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As part of my master's thesis, I have made a prediction of data with approaches of machine learning in a topic where are no papers yet. The topic is a regression problem for which several machine learning approaches have been tested: SVR, RandomForestRegressor, GradientBoosting, DecisionTrees, Artificial Neural Networks, LSTMs, K-NearestNeighbors..

It has been shown that useful results can be achieved with all approaches. Which of the methods is the best depends heavily on the parameter configuration.

It would be too much work to test any parameter configuration for any approach. Besides, I think it would be uninteresting to show dozens of plots about the parameter tuning tests, because they also depend heavily on the respective data sets.

So how do you typically compare different types of machine learning approaches in scientific papers that are heavily dependent on the parameters? Just play a bit with grid search and randomized search until you are satisfied with the parameter configuration?

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  • $\begingroup$ Good question. The specific accuracies typically depend on how much we are familiar with the method and how much time and passion we invest in parameter tuning. For a scientific paper, it would be optimal to provide details on these points, e.g. which parameters were tuned and how much time was spent. $\endgroup$ – Michael M May 6 '18 at 13:58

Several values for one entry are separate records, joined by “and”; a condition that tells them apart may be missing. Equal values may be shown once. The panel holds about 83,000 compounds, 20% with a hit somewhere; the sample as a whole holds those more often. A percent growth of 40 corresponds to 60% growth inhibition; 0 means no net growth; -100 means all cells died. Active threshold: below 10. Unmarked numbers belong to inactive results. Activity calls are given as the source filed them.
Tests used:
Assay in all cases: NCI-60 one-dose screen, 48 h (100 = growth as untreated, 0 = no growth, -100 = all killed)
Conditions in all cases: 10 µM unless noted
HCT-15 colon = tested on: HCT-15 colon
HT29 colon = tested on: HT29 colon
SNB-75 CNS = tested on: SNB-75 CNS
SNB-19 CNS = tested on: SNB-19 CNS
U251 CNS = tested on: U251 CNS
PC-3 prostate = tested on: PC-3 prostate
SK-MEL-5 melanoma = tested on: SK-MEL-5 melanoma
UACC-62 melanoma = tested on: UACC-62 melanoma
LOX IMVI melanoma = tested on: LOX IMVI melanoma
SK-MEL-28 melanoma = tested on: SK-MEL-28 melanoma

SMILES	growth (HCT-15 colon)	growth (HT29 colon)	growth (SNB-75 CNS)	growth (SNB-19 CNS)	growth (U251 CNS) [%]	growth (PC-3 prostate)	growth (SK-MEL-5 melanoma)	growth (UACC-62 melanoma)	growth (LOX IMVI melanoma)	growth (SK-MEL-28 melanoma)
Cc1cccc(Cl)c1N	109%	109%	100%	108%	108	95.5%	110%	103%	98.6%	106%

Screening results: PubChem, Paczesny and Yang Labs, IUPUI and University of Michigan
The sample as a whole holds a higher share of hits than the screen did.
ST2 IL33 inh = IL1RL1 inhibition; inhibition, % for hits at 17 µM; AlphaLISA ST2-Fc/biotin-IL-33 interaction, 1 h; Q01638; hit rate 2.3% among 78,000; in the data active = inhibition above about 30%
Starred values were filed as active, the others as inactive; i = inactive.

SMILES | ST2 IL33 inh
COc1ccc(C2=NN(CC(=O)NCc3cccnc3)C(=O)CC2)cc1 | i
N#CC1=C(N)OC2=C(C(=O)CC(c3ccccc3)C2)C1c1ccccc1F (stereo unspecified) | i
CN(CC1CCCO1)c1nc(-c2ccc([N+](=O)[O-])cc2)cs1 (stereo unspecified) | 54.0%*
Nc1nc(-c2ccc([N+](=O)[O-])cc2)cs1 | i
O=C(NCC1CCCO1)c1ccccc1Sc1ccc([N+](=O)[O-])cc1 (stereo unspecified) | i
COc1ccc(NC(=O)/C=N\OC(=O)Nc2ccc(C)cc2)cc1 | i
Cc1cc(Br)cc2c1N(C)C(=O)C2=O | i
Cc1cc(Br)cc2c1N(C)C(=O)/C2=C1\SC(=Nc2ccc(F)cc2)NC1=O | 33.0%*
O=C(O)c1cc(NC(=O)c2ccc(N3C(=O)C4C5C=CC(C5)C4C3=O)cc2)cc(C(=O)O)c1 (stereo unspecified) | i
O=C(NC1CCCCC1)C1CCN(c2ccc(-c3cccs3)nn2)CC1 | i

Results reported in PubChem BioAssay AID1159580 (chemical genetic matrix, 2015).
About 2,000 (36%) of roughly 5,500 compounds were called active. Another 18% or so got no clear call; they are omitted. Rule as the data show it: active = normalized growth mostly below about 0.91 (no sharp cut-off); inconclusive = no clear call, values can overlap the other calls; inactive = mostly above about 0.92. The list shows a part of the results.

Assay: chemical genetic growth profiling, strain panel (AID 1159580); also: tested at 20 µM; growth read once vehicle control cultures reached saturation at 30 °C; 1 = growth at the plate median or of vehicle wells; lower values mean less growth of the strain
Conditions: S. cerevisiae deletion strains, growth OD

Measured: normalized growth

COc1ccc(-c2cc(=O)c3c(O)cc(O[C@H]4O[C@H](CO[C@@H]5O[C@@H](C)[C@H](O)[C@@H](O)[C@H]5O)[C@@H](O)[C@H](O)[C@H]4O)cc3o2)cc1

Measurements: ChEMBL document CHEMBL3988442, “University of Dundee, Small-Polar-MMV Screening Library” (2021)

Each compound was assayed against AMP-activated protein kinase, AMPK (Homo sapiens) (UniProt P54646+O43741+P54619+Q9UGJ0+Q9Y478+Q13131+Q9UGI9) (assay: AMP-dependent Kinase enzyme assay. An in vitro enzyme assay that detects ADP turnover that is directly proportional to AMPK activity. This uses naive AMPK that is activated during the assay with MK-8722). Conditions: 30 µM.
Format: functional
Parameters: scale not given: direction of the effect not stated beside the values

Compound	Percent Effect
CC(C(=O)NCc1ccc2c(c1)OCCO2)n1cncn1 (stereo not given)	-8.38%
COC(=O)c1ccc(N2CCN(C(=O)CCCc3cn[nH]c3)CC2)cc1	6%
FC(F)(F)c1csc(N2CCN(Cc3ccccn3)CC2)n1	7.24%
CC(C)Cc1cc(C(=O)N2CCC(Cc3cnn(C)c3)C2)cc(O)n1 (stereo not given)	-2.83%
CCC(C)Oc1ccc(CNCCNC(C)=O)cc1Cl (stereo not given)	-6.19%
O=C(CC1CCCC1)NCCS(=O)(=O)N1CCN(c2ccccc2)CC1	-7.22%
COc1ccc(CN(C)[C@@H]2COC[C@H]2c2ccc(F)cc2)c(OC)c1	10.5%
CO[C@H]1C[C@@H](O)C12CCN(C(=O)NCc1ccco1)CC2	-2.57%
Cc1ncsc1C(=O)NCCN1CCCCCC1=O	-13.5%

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If I understand, you could evaluate your approach based on your efforts in using the right preprocessing, picking the right features, building the appropriate architecture (choosing the model that best suits the problem).

Each step will make the loss decrease until you reach a point, you will have to search over the hyperparameters to squeeze every percent of accuracy, which is heavily a computational problem.

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Hello I don't know about scientific paper.

But I know that to compare quality of ML algorithms one against another you need to establish a metric : Make it a square mean error or anything else, a final number that can tell you if your algorithm is working as expected.

On a side note : Every algorithm, if used in their correct purpose, is highly parameters dependent. So I'm not sure what you're referring to with "machine learning approaches that are heavily dependent on the parameters"

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  • $\begingroup$ Thanks for the answer, but unfortunately it does not help me any further. The quality of the approaches are tested with the mean squared error. The question is more about how to get a good mean squared error comparison without testing all the parameters and still be scientific. $\endgroup$ – MerklT Feb 5 '18 at 10:42

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